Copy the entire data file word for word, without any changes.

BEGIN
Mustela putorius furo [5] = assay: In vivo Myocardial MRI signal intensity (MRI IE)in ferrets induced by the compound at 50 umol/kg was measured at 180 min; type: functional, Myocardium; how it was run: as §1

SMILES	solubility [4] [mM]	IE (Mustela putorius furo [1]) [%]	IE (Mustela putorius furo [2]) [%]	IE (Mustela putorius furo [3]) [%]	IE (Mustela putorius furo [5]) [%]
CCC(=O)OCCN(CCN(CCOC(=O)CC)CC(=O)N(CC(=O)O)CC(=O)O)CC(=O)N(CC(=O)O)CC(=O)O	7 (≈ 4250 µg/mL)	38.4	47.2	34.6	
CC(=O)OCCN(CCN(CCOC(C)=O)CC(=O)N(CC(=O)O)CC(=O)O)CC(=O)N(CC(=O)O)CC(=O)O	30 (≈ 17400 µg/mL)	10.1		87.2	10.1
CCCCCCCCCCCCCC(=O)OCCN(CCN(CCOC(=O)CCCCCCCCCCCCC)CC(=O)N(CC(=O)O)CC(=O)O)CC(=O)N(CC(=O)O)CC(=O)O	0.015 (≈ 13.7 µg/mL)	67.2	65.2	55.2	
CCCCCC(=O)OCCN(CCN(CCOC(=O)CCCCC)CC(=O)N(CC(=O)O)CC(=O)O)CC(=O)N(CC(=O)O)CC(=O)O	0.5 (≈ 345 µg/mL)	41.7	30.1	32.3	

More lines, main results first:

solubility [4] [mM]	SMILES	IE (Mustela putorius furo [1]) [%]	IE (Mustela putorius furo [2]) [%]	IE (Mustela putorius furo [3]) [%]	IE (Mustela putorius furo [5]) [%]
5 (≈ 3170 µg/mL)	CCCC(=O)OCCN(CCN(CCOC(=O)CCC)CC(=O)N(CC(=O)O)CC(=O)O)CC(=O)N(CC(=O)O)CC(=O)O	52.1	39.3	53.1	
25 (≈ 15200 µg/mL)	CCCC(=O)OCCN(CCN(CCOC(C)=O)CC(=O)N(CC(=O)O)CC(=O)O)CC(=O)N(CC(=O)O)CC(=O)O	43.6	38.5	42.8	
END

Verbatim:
Mustela putorius furo [5] = assay: In vivo Myocardial MRI signal intensity (MRI IE)in ferrets induced by the compound at 50 umol/kg was measured at 180 min; type: functional, Myocardium; how it was run: as §1

SMILES	solubility [4] [mM]	IE (Mustela putorius furo [1]) [%]	IE (Mustela putorius furo [2]) [%]	IE (Mustela putorius furo [3]) [%]	IE (Mustela putorius furo [5]) [%]
CCC(=O)OCCN(CCN(CCOC(=O)CC)CC(=O)N(CC(=O)O)CC(=O)O)CC(=O)N(CC(=O)O)CC(=O)O	7 (≈ 4250 µg/mL)	38.4	47.2	34.6	
CC(=O)OCCN(CCN(CCOC(C)=O)CC(=O)N(CC(=O)O)CC(=O)O)CC(=O)N(CC(=O)O)CC(=O)O	30 (≈ 17400 µg/mL)	10.1		87.2	10.1
CCCCCCCCCCCCCC(=O)OCCN(CCN(CCOC(=O)CCCCCCCCCCCCC)CC(=O)N(CC(=O)O)CC(=O)O)CC(=O)N(CC(=O)O)CC(=O)O	0.015 (≈ 13.7 µg/mL)	67.2	65.2	55.2	
CCCCCC(=O)OCCN(CCN(CCOC(=O)CCCCC)CC(=O)N(CC(=O)O)CC(=O)O)CC(=O)N(CC(=O)O)CC(=O)O	0.5 (≈ 345 µg/mL)	41.7	30.1	32.3	

More lines, main results first:

solubility [4] [mM]	SMILES	IE (Mustela putorius furo [1]) [%]	IE (Mustela putorius furo [2]) [%]	IE (Mustela putorius furo [3]) [%]	IE (Mustela putorius furo [5]) [%]
5 (≈ 3170 µg/mL)	CCCC(=O)OCCN(CCN(CCOC(=O)CCC)CC(=O)N(CC(=O)O)CC(=O)O)CC(=O)N(CC(=O)O)CC(=O)O	52.1	39.3	53.1	
25 (≈ 15200 µg/mL)	CCCC(=O)OCCN(CCN(CCOC(C)=O)CC(=O)N(CC(=O)O)CC(=O)O)CC(=O)N(CC(=O)O)CC(=O)O	43.6	38.5	42.8	